Sean climbs mountains to raise funds and awareness for Early Onset Parkinson’s Disease
Thursday, 31st August 2023

Sean hikes to Mt Everest Base Camp to raise funds and awareness for Early Onset Parkinson's Disease

In January this year, Sean was diagnosed with Early Onset Parkinson’s Disease at just 36 years of age. The diagnosis came as a shock to Sean and his family, with no family history of the disease. Since being diagnosed, Sean has committed to raising funds and awareness for essential research into better treatments and a cure for Parkinson’s disease. We spoke to Sean about his upcoming hike to Mt Everest Base Camp in 2024, his experience with Parkinson’s disease, and his commitment to making a difference.

Hi Sean, can you tell us about your upcoming Mt Everest Base Camp trek? What’s involved?

I am trekking to base camp in early January 2024 with one of my best mates. Neither of us have had any hiking experience so we are throwing ourselves in the deep end! The tour goes for 14 days which includes some 2 altitude climatisation days on the way up and back. My google research says that January be will probably the coldest month of the year in Nepal which just adds to the challenge.

What inspired you to trek to Everest?

Since being diagnosed with Parkinson’s disease in January 2023, I was really keen to do something challenging and worthy enough to draw people’s attention to raising awareness for Parkinson’s disease. I was contemplating riding across Australia or running a certain distance however trying to manage work, family, and social commitments it was going to be difficult to put the time in to train. I am 36 years young and still have so much of my life to live and I didn’t want to let this disease stop me yet from achieving great things in life. Everest was never on the radar until a mate threw out the idea and I loved it. There will be tough moments hiking for back-to-back days and managing my symptoms with cold weather heightening the symptoms of Parkinson’s disease.

How will you be training for the trek?

Getting lots and lots of km’s into the legs! I am lucky that in Victoria that there plenty of hiking routes and places to work towards preparing. I don’t think I will be able to adjust to the altitude in preparation however getting the body to the necessary fitness level will be vital. I will be getting out walking and hiking most weekends. It will also be important to identify what the impact on my symptoms is, and finding the best way to manage these in preparation for Everest.

What drives your commitment to fundraise for Parkinson’s research?

I look at my personal situation and can understand the challenges that I have in knowing when you are having good days and bad days, the extra stressors both physically and mentally are significant. If I can do anything to help better my life and any others that are dealing with the same challenges, then everything I am doing is worth it.

Science and technology are moving so quickly and if my fundraising can help quicken any potential treatments or even a cure for this disease, it would be incredible.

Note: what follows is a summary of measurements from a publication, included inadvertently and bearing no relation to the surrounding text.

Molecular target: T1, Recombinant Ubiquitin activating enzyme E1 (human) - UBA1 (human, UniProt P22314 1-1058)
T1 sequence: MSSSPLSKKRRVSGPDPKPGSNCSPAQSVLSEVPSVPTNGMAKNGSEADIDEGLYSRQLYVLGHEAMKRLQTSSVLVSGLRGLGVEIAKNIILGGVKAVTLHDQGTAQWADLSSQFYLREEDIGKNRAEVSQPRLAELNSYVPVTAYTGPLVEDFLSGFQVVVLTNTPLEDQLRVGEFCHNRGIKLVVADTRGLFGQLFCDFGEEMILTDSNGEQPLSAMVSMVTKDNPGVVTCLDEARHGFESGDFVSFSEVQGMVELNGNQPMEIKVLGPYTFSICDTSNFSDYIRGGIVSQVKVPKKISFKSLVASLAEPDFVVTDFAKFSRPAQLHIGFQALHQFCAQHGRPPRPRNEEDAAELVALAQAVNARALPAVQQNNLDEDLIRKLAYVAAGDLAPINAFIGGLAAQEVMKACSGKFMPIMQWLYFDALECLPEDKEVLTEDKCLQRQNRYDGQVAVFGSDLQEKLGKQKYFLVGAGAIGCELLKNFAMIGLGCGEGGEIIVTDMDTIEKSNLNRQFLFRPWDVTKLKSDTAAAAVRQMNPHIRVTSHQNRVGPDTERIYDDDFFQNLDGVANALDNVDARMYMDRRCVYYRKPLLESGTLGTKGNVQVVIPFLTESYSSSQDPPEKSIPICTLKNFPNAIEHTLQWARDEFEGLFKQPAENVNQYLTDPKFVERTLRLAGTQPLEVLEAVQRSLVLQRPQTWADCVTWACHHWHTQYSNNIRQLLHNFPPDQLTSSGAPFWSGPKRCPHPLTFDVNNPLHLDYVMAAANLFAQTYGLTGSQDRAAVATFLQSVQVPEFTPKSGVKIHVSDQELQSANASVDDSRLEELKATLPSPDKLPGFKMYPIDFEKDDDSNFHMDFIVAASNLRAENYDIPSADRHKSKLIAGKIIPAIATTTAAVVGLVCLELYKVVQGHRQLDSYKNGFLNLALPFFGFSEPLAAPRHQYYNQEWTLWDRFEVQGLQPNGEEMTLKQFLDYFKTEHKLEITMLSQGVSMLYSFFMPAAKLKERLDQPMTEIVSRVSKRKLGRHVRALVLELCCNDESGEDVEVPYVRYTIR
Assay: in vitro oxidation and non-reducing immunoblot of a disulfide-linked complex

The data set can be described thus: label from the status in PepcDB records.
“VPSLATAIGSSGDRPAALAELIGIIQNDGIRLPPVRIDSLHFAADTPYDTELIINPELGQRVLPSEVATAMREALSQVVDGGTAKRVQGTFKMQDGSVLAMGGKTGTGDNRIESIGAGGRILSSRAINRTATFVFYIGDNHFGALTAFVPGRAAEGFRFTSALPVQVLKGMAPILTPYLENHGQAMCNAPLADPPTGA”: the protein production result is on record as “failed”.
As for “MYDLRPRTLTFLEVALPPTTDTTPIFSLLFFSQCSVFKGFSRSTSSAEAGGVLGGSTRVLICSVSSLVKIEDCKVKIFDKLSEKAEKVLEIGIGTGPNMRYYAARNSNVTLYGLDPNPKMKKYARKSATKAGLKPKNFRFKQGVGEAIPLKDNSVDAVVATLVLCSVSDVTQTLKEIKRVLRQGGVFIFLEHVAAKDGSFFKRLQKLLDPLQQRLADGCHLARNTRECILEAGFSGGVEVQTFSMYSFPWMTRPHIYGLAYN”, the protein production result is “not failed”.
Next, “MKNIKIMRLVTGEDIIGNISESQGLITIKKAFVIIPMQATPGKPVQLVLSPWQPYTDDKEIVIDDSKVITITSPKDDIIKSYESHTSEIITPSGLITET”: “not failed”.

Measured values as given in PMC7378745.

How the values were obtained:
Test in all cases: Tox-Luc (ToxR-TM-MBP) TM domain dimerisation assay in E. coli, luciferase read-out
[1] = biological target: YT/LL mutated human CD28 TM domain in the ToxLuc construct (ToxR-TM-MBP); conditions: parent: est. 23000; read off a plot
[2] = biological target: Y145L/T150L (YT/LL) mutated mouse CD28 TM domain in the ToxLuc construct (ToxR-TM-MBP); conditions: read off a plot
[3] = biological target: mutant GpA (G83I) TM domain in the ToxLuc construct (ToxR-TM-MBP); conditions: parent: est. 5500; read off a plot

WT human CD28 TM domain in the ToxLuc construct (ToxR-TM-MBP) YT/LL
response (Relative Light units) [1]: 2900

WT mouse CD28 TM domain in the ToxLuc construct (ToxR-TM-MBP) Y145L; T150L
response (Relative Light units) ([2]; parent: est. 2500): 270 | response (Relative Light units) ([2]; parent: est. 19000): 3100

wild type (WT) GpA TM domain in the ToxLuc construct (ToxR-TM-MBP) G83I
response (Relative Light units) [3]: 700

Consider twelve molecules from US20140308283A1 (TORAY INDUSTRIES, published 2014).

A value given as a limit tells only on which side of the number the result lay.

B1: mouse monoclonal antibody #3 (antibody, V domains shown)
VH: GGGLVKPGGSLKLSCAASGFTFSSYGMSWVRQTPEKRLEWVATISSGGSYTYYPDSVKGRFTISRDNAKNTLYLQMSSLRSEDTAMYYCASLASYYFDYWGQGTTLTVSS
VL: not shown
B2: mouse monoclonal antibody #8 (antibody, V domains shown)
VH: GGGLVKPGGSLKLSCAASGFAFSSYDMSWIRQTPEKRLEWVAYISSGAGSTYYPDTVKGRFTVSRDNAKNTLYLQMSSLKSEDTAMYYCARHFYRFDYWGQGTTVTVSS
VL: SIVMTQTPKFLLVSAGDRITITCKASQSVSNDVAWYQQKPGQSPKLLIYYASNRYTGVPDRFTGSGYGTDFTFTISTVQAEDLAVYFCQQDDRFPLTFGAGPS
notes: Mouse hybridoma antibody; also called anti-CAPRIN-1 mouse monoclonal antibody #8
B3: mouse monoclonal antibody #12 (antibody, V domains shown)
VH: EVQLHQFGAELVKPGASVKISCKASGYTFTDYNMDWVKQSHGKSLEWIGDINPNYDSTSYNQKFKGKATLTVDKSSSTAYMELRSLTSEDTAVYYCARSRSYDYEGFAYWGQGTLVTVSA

There is so much unknown about Parkinson’s and by raising awareness it can only benefit everyone who is suffering or supporting loved ones who are dealing with it.

What do you wish people understood more about Early Onset Parkinson’s Disease?

I believe that I am an example of someone being quite unique to have the disease identified so young. I had symptoms for over 12 months without being diagnosed. If identified quicker things could have been addressed earlier. There might be people out there with symptoms that don’t even know that they have Parkinson’s. Hopefully by me creating awareness of my situation, it can maybe help others in the same age bracket.

Why did you choose to raise funds for Shake It Up Australia?

When doing my research on foundations that supported Parkinson’s research, I didn’t want my fundraising money to go to administration costs and got lost in overall business incomes. I was impressed that 100% of all donations to Shake It Up go directly to cutting-edge Australian Parkinson’s research thanks to the founding directors who cover the cost of charity administration. This was the key reason I chose to support Shake it up. The more I have researched Shake it up, it is doing some fantastic things in the way it is supporting Parkinson’s research.

What words of advice do you have for others hoping to make a difference?

Things aren’t going to improve or get addressed if we aren’t doing our best to find treatments that slow, stop and cure Parkinson’s. We need the support of everyone in the Parkinson’s community to band together and make others aware of this disease.

If you are thinking about doing something, bite the bullet and do it. We can’t let having this disease stop us from living our lives. We will only make progress if others help to make a difference.

Shake It Up hero Sean says science and technology are moving so quickly and fundraising is vital to fast-track the search for potential treatments or find a cure for Parkinson's. Click To Tweet

You can support Sean along his journey by visiting his fundraising page.